photo by David Elliott

Jim Brickman
The way Jim Brickman uses the keyboard to express his emotions is one of the things I really enjoyed about his record, DESTINY, on Windham Hill Records.
When this artist was a young boy, back in Cleveland, Ohio, his mother was a librarian, and his dad a stockbroker. At four years old, as Jim likes to tell the story, he asked for a piano, and his parents didn’t take him seriously. They only had 5 record albums in the family, anyway. One of the 5 was Herb Alpert and the Tiuana Brass, which he liked the best because of the girl in the whipped cream on the front of the record. On the 4th cut, by the way, Jim performs with the legendary trumpeter, Herb Alpert himself. The fact that this young man’s parents didn’t take him seriously at the age of four obviously didn’t stop him. The way Jim tells it, his mother made him a ‘keyboard’ with a piece of green felt, with all the notes drawn in magic marker. He practiced at it for two years. His parents, finally realizing he was serious, let him take his music from the felt to a real keyboard, and bought him a piano when he was ten. So as the young pianist and composer grew into manhood, he started doing jingles for ad agencies. Jim Henson had heard some of Jim Brickman’s work on the ad agency material, which led to Jim Henson asking Jim to compose music for the muppets. During the course of Jim Brickman’s show at the Wiltern Theatre the other night, someone from the audience yelled out, "Do the Rainbow Song!" and he broke into the song requested. Again, the little boy with the felt piano jumped from the felt to the top of the charts. The audience was delighted.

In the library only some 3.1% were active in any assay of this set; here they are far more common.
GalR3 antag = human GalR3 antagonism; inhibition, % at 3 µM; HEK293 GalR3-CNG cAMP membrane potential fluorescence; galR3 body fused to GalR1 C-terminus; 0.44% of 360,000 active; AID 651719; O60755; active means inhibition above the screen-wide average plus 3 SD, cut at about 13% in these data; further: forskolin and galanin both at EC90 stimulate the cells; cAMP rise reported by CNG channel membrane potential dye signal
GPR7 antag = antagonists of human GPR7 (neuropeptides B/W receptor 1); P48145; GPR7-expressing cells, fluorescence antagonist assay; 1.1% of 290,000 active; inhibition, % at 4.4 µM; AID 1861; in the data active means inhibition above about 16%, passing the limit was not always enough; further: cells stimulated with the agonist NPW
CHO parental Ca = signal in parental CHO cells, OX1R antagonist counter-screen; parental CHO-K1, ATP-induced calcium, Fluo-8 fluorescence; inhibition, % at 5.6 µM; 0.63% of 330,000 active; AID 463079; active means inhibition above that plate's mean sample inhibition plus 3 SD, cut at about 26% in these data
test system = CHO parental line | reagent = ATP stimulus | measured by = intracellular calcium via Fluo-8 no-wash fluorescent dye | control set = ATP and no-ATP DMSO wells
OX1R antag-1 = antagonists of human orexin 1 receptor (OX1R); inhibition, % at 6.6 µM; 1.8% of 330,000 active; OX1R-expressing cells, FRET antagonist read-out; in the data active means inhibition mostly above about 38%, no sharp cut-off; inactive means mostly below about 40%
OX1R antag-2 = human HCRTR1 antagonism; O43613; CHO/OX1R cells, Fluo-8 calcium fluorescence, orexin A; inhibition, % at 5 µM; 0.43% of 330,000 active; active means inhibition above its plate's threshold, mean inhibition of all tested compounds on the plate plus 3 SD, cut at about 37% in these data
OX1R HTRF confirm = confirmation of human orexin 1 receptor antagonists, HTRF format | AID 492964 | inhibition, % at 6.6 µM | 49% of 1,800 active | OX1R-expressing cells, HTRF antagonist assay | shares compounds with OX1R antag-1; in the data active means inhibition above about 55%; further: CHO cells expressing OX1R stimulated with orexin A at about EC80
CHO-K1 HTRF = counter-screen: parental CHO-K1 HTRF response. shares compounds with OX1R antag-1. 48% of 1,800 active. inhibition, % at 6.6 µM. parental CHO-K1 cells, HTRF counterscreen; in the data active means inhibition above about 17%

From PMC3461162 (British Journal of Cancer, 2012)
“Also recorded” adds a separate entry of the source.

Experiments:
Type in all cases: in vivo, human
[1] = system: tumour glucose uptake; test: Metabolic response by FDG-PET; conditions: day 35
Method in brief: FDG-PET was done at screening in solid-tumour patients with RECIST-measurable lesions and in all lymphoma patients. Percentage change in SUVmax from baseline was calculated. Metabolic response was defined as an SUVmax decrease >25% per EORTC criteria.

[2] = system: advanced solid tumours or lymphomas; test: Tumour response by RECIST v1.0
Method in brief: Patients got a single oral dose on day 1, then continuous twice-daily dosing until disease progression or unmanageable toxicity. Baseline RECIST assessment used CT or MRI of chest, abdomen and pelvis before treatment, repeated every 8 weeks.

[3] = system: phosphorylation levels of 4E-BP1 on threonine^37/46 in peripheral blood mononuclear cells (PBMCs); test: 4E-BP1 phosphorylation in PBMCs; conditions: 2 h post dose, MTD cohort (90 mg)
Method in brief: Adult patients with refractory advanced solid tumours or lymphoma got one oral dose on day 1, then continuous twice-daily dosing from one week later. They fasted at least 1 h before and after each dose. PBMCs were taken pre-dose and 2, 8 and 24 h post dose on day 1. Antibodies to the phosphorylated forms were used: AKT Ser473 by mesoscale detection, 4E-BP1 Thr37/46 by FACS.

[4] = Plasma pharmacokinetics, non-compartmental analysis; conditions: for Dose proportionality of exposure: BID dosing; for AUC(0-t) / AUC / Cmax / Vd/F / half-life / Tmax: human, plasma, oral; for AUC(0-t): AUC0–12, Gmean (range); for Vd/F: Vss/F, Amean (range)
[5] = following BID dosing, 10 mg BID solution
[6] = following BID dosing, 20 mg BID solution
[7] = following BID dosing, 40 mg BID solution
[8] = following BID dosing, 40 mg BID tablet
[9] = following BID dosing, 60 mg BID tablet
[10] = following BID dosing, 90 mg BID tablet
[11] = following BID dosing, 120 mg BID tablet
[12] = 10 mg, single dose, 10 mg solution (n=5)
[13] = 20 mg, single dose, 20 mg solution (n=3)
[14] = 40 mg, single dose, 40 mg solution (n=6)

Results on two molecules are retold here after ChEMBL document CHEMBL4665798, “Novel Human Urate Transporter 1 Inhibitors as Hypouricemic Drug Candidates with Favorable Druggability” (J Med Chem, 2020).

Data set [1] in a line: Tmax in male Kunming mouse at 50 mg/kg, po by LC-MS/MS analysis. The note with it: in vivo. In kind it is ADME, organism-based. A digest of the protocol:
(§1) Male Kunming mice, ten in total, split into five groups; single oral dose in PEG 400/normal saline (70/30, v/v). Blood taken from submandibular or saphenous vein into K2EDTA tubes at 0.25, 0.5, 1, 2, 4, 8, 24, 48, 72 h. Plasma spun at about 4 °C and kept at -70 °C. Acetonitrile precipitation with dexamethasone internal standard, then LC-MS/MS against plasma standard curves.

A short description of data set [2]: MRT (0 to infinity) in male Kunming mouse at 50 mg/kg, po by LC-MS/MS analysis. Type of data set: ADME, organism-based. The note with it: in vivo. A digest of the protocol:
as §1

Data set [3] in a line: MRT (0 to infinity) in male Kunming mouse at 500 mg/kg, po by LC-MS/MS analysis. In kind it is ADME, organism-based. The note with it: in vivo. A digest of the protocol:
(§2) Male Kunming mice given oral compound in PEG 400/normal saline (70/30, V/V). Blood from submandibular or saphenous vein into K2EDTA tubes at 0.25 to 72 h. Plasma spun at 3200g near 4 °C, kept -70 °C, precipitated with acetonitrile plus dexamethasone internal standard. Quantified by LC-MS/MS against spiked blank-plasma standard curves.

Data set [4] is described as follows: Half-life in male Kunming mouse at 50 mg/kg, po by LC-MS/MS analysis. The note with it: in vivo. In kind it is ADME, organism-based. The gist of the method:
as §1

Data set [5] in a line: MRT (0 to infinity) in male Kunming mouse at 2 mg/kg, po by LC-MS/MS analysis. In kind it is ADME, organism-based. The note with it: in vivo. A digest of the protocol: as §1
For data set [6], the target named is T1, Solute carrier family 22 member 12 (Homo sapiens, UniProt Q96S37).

Jim’s last three record albums have all certified Gold. On most of his albums he includes a children’s song, paying homage to his first keyboard, when he was a child. On his current release he duets with Carly Simon, on Hush Little Baby. Jim says, at some point in time, he wants to release an album exclusively of children’s songs. Pam Tillis and Michael W. Smith also appear on the album. His music creates an atmosphere of peace, with swirling arpeggios and beautiful melodies . A Doctor friend of mine, who has every one of Jim Brickman’s albums, listen’s to his music to calm himself down in the midst of his most hectic schedules.
With his new record destiny, Jim reaches a new milestone in his career. His fluid piano playing accentuates his heartfelt composing. The little boy who was patient 'at the felt' is in the process of becoming whatever his dreams may be.

   

Silverplume Inkwell Presents

MUSIC REVIEWS all articles By David Elliott, 2003 All Rights Reserved